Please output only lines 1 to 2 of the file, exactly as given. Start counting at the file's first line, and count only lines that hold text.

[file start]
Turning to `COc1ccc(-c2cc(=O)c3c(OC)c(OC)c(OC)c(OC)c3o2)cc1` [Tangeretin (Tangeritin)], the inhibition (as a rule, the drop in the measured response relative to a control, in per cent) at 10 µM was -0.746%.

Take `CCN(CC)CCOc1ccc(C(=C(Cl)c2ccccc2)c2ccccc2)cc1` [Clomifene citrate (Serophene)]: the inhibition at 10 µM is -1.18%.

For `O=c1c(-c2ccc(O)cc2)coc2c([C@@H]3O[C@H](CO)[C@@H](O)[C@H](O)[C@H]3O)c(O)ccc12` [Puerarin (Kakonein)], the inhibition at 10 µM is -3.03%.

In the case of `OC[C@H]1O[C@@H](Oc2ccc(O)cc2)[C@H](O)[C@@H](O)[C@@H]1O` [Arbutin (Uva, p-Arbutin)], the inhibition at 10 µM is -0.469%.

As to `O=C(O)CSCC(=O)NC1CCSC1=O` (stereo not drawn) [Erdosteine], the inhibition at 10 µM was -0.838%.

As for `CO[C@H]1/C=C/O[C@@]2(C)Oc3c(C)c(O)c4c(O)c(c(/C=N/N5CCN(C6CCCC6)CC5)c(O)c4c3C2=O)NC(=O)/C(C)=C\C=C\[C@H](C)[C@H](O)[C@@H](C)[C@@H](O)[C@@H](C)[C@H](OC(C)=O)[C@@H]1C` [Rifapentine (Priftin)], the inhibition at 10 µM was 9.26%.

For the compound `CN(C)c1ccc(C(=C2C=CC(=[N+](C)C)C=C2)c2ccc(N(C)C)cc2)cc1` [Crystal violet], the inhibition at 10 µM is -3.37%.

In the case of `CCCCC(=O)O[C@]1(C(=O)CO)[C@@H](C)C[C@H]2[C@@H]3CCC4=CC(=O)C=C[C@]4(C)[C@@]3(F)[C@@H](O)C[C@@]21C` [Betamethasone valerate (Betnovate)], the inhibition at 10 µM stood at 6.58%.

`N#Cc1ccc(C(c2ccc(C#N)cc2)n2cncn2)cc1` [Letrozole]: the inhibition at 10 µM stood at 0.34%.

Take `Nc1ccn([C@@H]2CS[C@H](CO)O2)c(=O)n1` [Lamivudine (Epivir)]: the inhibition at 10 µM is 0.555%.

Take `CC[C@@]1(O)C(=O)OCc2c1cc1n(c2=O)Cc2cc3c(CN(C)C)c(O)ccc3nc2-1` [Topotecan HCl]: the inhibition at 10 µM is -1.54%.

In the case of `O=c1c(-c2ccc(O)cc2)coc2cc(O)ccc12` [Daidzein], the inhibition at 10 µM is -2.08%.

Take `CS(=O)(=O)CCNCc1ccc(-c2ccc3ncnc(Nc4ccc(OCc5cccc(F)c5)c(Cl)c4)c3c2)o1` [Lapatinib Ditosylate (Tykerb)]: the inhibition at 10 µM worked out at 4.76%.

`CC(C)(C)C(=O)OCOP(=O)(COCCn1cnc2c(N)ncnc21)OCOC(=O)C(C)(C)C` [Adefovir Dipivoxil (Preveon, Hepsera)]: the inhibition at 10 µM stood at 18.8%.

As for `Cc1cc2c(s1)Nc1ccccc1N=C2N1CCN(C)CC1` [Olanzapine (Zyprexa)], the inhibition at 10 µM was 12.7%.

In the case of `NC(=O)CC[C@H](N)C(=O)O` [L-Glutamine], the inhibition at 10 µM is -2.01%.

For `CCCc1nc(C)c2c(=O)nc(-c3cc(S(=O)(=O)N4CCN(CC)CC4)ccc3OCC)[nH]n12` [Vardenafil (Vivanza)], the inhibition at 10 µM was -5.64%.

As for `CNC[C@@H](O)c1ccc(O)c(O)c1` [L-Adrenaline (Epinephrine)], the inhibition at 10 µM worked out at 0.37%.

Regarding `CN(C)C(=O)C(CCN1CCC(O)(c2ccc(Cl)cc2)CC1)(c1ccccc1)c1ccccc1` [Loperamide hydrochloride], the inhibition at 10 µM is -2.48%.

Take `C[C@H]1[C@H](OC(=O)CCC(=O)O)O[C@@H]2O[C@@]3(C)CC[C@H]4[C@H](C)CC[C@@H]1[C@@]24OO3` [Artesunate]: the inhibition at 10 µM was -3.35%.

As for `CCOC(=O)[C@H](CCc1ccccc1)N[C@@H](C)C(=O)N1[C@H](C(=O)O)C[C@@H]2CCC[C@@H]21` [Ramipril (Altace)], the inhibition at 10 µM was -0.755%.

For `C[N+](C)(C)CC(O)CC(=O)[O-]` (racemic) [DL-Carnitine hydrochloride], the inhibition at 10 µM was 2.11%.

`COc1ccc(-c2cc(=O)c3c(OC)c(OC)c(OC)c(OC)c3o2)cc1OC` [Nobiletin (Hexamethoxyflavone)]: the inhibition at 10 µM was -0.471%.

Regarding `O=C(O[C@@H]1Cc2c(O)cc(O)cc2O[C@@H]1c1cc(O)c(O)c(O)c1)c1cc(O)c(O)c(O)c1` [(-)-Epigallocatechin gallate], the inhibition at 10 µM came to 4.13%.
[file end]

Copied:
Turning to `COc1ccc(-c2cc(=O)c3c(OC)c(OC)c(OC)c(OC)c3o2)cc1` [Tangeretin (Tangeritin)], the inhibition (as a rule, the drop in the measured response relative to a control, in per cent) at 10 µM was -0.746%.

Take `CCN(CC)CCOc1ccc(C(=C(Cl)c2ccccc2)c2ccccc2)cc1` [Clomifene citrate (Serophene)]: the inhibition at 10 µM is -1.18%.